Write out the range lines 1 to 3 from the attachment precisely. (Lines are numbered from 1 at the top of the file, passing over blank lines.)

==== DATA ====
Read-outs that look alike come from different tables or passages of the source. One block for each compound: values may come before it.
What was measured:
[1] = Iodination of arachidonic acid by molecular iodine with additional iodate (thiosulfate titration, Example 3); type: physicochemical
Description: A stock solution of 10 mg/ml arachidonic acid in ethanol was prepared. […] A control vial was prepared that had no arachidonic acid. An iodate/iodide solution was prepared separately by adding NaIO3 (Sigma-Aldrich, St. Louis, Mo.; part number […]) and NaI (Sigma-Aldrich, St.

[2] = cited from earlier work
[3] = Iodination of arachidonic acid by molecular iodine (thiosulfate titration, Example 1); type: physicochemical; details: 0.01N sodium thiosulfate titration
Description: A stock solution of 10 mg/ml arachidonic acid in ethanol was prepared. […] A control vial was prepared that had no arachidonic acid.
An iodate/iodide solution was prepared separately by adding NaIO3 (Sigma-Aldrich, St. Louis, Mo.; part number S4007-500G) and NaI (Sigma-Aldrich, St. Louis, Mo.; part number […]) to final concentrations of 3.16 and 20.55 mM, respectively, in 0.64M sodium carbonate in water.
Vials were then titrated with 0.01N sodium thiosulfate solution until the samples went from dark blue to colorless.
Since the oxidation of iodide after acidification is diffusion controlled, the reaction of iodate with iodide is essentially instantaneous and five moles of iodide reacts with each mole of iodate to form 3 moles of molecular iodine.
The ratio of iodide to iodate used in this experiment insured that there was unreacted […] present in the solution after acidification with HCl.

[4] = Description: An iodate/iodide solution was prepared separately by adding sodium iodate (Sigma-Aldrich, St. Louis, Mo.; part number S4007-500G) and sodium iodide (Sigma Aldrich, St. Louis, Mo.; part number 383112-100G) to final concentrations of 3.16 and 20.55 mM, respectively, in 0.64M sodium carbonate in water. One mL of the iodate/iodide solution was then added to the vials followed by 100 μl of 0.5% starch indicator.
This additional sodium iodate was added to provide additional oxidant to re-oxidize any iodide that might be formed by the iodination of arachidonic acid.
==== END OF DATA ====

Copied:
Read-outs that look alike come from different tables or passages of the source. One block for each compound: values may come before it.
What was measured:
[1] = Iodination of arachidonic acid by molecular iodine with additional iodate (thiosulfate titration, Example 3); type: physicochemical